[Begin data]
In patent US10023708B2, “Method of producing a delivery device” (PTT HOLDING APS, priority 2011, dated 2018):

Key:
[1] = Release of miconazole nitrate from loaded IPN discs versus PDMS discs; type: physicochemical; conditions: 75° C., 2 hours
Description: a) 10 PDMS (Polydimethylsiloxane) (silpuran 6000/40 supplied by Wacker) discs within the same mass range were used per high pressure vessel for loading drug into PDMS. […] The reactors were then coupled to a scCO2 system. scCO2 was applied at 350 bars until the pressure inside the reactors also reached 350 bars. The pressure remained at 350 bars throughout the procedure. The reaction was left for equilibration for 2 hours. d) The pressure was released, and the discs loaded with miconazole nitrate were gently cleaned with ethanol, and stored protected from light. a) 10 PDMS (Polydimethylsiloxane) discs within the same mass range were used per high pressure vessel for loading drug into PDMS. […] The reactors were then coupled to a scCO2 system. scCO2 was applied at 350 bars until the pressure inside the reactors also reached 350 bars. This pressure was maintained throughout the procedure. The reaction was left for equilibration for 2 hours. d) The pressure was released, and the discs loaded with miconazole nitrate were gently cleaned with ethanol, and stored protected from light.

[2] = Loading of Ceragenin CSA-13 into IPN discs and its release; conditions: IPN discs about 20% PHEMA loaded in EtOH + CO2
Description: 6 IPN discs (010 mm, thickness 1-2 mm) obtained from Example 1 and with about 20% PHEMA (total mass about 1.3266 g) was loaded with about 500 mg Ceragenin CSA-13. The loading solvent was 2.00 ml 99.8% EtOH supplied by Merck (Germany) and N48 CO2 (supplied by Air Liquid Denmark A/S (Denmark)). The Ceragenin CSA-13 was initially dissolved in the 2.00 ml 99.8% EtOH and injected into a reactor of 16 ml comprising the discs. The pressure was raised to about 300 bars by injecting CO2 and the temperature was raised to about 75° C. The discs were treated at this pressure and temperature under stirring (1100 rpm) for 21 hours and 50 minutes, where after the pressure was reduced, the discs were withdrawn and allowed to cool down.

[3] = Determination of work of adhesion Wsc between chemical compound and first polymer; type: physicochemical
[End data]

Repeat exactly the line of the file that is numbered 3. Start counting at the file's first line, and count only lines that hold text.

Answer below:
[1] = Release of miconazole nitrate from loaded IPN discs versus PDMS discs; type: physicochemical; conditions: 75° C., 2 hours